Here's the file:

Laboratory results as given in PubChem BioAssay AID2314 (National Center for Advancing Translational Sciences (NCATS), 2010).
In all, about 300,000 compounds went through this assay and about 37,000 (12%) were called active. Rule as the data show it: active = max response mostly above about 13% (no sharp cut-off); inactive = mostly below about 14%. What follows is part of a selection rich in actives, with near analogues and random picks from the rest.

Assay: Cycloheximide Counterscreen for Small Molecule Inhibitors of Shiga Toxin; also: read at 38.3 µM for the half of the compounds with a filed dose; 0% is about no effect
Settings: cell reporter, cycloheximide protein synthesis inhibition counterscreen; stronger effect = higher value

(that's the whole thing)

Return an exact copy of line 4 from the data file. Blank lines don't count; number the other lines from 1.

Settings: cell reporter, cycloheximide protein synthesis inhibition counterscreen; stronger effect = higher value